The church is in northwest Georgia near the Alabama border. The congregation was founded in 1856.
Dr. Horace Mann Bond was an educator and social activist who spent his final years in Atlanta. After serving as president of Lincoln University, he resigned and began serving as the Dean of Education at Atlanta University.
When he first arrived, he lived on Beckwith Street with his wife, Julia, and their three children, Jane, James, and Julian. By 1967, they lived on Lee Street, now Westview Drive.
James and Julian ran successful political campaigns from this apartment building. James was a member of the Atlanta City Council. Julian was the head of the NAACP and SNCC. He served in both houses of the Georgia legislature.
Julia and Horace are buried in Southview Cemetery. Julian was cremated and his ashes were scattered. I am assuming this is a cenotaph, or some of his ashes are buried here, too.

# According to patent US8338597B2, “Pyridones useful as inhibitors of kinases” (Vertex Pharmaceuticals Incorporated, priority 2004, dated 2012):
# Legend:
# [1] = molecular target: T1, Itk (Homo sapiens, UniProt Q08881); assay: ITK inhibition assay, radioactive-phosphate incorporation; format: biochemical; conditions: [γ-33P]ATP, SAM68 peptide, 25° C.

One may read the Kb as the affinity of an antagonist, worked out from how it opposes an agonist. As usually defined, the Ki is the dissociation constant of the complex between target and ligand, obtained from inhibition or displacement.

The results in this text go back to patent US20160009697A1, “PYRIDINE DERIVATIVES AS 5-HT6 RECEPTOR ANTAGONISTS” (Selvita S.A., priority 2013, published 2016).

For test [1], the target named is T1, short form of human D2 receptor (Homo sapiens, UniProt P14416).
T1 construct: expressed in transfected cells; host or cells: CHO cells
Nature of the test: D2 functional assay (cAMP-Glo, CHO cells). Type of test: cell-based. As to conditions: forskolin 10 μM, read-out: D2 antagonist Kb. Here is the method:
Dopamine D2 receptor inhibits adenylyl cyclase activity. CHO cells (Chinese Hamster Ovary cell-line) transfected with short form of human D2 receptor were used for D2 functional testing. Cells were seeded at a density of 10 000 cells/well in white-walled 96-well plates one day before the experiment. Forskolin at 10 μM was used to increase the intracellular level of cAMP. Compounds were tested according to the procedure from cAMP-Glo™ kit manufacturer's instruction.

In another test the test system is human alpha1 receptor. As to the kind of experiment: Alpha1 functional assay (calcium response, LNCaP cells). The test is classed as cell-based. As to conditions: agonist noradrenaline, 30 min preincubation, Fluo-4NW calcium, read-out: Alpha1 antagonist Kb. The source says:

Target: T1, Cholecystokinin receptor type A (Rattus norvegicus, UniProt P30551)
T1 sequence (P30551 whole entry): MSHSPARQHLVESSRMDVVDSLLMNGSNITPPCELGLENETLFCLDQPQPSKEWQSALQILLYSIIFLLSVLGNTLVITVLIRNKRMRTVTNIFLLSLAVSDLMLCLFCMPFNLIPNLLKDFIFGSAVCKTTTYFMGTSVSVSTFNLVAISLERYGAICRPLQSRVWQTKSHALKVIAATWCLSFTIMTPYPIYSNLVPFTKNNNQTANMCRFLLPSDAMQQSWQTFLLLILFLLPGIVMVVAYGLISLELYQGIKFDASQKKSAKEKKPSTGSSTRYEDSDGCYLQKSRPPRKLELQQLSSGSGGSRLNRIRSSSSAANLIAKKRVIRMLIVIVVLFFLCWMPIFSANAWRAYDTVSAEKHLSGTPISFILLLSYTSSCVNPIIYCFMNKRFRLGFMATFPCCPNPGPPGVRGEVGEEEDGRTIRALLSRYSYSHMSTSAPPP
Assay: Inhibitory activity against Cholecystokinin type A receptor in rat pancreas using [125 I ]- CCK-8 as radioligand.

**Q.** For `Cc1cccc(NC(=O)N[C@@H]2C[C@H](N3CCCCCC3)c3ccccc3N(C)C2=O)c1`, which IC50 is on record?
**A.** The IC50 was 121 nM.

This cemetery was at the end of a very long dirt road. I had put it on my list to visit after seeing an image of Matthew Cadwell’s marker. His epitaph reads, “Killed by lightning upon his horse.” I do not see it often, but I like documenting markers whenI do find ones that share how a person. It made be seen as macabre, but it has a bluntness that I appreciate.
Additionally, the cemetery had several folk headstones that seemed to be made of sandstone. Time is making them fade quicker than most markers.
The marker of Martha Griffin (1874-1933) utilizes marbles set in concrete for a handmade headstone. Folk art headstones using marbles can frequently be found in rural church cemeteries.